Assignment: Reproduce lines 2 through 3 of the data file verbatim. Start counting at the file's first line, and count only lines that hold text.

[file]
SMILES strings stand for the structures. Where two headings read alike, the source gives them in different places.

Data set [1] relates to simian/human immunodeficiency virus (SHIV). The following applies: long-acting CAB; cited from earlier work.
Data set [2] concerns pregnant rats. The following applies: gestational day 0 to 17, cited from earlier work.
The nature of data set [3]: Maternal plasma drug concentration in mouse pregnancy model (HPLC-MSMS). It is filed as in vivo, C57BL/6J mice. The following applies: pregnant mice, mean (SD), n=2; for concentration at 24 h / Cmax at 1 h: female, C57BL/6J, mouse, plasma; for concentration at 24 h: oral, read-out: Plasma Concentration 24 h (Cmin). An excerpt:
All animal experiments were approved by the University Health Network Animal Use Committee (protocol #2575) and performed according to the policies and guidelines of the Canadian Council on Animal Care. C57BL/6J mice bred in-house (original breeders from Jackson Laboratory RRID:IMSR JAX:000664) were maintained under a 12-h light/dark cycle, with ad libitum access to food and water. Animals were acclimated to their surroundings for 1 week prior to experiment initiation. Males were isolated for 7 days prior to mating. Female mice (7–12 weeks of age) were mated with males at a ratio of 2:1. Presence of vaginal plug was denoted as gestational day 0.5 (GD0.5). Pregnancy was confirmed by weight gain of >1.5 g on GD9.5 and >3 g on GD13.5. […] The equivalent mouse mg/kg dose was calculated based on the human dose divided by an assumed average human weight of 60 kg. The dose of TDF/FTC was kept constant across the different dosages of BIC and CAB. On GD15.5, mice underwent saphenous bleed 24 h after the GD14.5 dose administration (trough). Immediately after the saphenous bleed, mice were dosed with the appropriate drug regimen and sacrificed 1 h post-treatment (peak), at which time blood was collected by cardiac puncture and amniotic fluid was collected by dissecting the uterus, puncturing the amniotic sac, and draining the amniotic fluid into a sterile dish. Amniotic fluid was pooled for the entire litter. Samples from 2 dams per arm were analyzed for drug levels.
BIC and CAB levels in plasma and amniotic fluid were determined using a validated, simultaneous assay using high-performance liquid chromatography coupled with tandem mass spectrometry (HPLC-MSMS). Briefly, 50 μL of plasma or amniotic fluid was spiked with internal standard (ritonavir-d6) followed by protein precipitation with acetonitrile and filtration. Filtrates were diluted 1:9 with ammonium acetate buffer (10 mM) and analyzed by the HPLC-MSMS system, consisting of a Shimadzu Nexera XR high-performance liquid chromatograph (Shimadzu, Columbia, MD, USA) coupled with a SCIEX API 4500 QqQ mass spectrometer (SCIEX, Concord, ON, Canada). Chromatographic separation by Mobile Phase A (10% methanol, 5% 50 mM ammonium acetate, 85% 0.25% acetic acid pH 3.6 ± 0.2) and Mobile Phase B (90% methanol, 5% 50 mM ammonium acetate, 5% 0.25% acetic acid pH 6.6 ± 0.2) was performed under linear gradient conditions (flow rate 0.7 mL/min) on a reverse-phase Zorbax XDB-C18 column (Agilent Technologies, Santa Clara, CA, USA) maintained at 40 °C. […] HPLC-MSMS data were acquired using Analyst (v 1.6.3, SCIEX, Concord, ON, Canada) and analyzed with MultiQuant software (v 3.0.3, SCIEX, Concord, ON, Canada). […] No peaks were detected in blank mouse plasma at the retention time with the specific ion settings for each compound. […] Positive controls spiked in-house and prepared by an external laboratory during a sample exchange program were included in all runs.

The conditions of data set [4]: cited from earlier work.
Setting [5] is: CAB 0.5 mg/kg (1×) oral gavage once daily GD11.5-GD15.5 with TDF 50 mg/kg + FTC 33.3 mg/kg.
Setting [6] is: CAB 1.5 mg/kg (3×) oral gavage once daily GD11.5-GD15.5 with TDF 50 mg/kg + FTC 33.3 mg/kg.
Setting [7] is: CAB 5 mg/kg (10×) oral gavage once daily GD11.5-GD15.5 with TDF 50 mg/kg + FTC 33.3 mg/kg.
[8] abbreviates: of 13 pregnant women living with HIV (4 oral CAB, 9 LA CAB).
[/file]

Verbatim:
Data set [1] relates to simian/human immunodeficiency virus (SHIV). The following applies: long-acting CAB; cited from earlier work.
Data set [2] concerns pregnant rats. The following applies: gestational day 0 to 17, cited from earlier work.